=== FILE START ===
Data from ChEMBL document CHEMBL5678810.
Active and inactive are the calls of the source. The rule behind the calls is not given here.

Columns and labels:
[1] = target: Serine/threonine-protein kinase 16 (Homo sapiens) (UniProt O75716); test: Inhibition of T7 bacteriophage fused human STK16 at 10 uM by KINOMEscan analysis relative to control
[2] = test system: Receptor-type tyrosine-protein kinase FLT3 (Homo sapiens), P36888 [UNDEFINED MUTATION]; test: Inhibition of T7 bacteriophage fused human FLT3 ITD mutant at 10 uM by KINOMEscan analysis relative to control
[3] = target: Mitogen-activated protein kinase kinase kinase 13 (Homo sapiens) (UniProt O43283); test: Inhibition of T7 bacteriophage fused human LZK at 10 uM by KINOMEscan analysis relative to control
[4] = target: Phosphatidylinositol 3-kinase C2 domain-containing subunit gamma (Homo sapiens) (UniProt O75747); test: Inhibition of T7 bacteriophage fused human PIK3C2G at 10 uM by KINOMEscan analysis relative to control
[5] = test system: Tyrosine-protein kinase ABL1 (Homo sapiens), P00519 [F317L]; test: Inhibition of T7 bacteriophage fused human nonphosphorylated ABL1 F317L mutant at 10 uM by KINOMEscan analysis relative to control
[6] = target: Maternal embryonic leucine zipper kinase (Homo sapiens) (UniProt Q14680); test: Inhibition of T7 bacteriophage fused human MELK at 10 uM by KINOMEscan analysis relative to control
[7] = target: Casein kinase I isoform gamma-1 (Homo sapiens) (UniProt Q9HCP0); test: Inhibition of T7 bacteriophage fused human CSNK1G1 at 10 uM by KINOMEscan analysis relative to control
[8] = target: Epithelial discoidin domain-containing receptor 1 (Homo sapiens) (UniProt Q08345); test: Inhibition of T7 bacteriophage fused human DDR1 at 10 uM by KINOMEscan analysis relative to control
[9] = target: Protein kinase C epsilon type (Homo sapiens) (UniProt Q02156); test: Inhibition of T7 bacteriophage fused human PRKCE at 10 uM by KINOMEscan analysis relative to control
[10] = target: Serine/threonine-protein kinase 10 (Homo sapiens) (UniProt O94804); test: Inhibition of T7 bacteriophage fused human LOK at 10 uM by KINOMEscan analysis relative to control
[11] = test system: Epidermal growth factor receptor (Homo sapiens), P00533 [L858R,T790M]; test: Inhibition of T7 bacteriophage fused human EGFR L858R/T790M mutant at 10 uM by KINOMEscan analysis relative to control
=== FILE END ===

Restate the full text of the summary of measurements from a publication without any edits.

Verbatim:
Data from ChEMBL document CHEMBL5678810.
Active and inactive are the calls of the source. The rule behind the calls is not given here.

Columns and labels:
[1] = target: Serine/threonine-protein kinase 16 (Homo sapiens) (UniProt O75716); test: Inhibition of T7 bacteriophage fused human STK16 at 10 uM by KINOMEscan analysis relative to control
[2] = test system: Receptor-type tyrosine-protein kinase FLT3 (Homo sapiens), P36888 [UNDEFINED MUTATION]; test: Inhibition of T7 bacteriophage fused human FLT3 ITD mutant at 10 uM by KINOMEscan analysis relative to control
[3] = target: Mitogen-activated protein kinase kinase kinase 13 (Homo sapiens) (UniProt O43283); test: Inhibition of T7 bacteriophage fused human LZK at 10 uM by KINOMEscan analysis relative to control
[4] = target: Phosphatidylinositol 3-kinase C2 domain-containing subunit gamma (Homo sapiens) (UniProt O75747); test: Inhibition of T7 bacteriophage fused human PIK3C2G at 10 uM by KINOMEscan analysis relative to control
[5] = test system: Tyrosine-protein kinase ABL1 (Homo sapiens), P00519 [F317L]; test: Inhibition of T7 bacteriophage fused human nonphosphorylated ABL1 F317L mutant at 10 uM by KINOMEscan analysis relative to control
[6] = target: Maternal embryonic leucine zipper kinase (Homo sapiens) (UniProt Q14680); test: Inhibition of T7 bacteriophage fused human MELK at 10 uM by KINOMEscan analysis relative to control
[7] = target: Casein kinase I isoform gamma-1 (Homo sapiens) (UniProt Q9HCP0); test: Inhibition of T7 bacteriophage fused human CSNK1G1 at 10 uM by KINOMEscan analysis relative to control
[8] = target: Epithelial discoidin domain-containing receptor 1 (Homo sapiens) (UniProt Q08345); test: Inhibition of T7 bacteriophage fused human DDR1 at 10 uM by KINOMEscan analysis relative to control
[9] = target: Protein kinase C epsilon type (Homo sapiens) (UniProt Q02156); test: Inhibition of T7 bacteriophage fused human PRKCE at 10 uM by KINOMEscan analysis relative to control
[10] = target: Serine/threonine-protein kinase 10 (Homo sapiens) (UniProt O94804); test: Inhibition of T7 bacteriophage fused human LOK at 10 uM by KINOMEscan analysis relative to control
[11] = test system: Epidermal growth factor receptor (Homo sapiens), P00533 [L858R,T790M]; test: Inhibition of T7 bacteriophage fused human EGFR L858R/T790M mutant at 10 uM by KINOMEscan analysis relative to control